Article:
THE Indian Ocean coastal states, which include Tanzania, have been irked by the scale of illegal fishing in their region. The region can no longer tolerate the continual illegal, unreported and unregulated fishing activities.
The Indian Ocean Rim Association (IORA), is in a two-day workshop since yesterday at which incisive joint strategies to stem the rot will be mooted. The strategies will aim at the most sustainable management and development of fisheries resources
It is imperative to mention here that, on the home front, Tanzanian reforms in marine services are required so that the country can earn more revenue from deep sea fishing. National benefit, so far, from deep sea fishing is minor and insignificant.
Indeed, Tanzania has a wide sea territory that teems with fish. The nation has potential for vast fish populations that, quite often, attract foreign companies. Many foreign fishing ships come to fish in our territorial ocean waters because of the available fish.
They mainly hunt for the celebrated tuna. They also capitalize quite befittingly on our weak regulations in licensing. Yes, they pay 50,000 US dollars to fish tuna. But we do not have capacity to monitor the whole fish catch, do we?
So, Tanzania Deep Sea Fishing Authority (DSA) should review its licensing regulations alongside possible revival of Tanzania Fishing Company (Tafico). More fishing companies should be instituted to widen the scale of collecting fishing resources.
Tanzania has been losing a lot in deep sea fishing just because of not ‘thinking out of the box’ much to the advantage of foreign companies. This includes questionable use of Tanzanian flags by foreign ships.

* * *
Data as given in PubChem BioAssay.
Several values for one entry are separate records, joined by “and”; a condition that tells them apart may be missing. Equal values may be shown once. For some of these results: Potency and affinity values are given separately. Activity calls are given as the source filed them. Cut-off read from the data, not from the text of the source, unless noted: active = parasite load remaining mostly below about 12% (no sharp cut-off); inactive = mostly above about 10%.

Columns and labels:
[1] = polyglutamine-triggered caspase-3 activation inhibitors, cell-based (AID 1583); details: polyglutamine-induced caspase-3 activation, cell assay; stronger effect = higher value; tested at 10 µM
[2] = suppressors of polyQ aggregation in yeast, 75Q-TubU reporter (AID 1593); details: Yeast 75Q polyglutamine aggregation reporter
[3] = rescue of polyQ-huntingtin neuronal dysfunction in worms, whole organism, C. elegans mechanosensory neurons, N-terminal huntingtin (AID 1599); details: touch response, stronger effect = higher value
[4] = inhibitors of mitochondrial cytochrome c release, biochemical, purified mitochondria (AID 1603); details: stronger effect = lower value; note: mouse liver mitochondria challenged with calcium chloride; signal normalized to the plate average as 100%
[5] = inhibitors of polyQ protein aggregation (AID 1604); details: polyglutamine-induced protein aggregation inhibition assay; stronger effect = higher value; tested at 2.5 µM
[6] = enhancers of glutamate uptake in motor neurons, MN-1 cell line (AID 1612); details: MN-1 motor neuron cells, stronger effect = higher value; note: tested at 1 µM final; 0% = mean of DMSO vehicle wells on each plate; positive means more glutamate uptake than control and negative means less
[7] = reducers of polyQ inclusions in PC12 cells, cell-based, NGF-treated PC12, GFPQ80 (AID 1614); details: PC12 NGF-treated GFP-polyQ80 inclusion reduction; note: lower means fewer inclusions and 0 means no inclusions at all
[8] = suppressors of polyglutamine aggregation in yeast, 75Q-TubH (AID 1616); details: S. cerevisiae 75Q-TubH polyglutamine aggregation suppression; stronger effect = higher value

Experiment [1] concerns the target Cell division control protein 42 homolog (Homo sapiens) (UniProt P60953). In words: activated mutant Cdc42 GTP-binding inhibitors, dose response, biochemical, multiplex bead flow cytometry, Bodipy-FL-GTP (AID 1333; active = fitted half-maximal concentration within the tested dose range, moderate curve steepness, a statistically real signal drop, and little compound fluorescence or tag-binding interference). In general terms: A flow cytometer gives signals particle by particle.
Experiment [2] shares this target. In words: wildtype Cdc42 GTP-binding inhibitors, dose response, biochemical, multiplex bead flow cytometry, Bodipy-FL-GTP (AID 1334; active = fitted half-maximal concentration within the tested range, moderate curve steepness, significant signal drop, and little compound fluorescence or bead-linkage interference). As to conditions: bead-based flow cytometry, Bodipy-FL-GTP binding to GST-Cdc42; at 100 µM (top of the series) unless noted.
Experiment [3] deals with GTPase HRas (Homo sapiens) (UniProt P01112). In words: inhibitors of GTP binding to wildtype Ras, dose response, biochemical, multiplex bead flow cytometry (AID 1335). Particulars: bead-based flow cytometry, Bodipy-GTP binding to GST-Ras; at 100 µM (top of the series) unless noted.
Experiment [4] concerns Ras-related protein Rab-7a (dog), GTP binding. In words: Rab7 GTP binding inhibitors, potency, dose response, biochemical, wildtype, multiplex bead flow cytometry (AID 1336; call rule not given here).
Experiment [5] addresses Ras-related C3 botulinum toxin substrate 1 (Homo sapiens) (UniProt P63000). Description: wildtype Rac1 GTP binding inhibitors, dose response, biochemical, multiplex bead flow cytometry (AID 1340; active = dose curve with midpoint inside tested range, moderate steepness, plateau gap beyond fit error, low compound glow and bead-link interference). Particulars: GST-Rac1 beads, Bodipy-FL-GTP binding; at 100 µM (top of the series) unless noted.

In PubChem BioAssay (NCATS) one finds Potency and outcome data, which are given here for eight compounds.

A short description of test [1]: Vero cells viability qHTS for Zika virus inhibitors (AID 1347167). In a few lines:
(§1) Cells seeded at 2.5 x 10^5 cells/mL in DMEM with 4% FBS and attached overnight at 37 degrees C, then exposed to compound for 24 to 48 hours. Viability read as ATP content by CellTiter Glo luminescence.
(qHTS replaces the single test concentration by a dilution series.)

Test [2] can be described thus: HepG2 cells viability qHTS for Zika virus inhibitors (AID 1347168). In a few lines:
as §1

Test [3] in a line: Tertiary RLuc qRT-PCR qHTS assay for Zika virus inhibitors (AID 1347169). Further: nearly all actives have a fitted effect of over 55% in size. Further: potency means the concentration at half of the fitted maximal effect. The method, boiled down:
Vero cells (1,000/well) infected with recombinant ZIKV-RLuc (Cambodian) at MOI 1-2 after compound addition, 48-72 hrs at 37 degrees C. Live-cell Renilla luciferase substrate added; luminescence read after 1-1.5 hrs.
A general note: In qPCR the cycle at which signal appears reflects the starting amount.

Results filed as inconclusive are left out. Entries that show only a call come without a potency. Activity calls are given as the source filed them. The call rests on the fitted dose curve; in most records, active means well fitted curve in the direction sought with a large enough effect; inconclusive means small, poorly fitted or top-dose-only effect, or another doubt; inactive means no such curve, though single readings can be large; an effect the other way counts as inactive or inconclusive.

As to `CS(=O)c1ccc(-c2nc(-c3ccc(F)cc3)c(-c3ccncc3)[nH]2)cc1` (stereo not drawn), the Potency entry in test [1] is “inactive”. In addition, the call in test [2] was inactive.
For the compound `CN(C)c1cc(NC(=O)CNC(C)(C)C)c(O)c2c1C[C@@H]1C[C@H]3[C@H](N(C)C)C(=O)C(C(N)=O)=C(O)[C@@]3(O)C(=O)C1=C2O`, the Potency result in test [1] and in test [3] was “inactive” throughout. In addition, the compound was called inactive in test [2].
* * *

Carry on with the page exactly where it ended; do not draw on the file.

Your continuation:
And many local seamen are denied jobs in the ships. At the moment the government is encouraging a widely practiced fish farming initiative with the upshot being sealing the current deficit which stands at 400,000 tonnes a year.
It has been determined that offshore fishing is not productive enough. Although the nation consumes 700,000 tonnes of fish annually, irresponsible fishing, that has also caused environmental degradation, has reduced the amount of fish catches, not only in the Indian Ocean, but also in Lake Victoria and elsewhere.
It is this shortfall of 400,000 tonnes of fish which prompts the nation to import about 200,000 tonnes from China annually.
Nevertheless, while urging small-scale fish farmers to help out in sealing the gap and creating jobs, the State needs to look elsewhere. The state intends to table in the National Assembly a Bill that would suggest amendments to the current Fishing Act.
The upshot, it is hoped, would be a clear-cut declaration that dynamite fishing and all other forms of illegal fishing are an economic sabotage.